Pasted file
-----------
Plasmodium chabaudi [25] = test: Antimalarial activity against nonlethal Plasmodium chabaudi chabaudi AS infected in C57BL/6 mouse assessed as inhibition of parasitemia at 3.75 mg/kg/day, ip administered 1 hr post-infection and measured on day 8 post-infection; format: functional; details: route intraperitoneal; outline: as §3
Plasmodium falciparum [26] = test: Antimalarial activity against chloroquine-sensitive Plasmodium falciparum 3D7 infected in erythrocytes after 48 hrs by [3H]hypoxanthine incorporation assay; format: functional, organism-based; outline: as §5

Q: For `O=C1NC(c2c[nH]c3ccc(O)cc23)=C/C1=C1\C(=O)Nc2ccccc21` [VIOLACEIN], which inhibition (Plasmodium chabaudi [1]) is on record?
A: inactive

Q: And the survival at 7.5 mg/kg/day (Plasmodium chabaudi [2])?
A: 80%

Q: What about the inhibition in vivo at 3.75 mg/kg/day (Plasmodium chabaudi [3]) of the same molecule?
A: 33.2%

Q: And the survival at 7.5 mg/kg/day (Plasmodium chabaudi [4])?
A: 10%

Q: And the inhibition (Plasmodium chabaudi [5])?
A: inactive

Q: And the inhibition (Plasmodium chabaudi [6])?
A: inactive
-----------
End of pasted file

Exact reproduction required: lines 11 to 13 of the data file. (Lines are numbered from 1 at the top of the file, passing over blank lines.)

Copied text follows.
Q: And the inhibition (Plasmodium chabaudi [5])?
A: inactive

Q: And the inhibition (Plasmodium chabaudi [6])?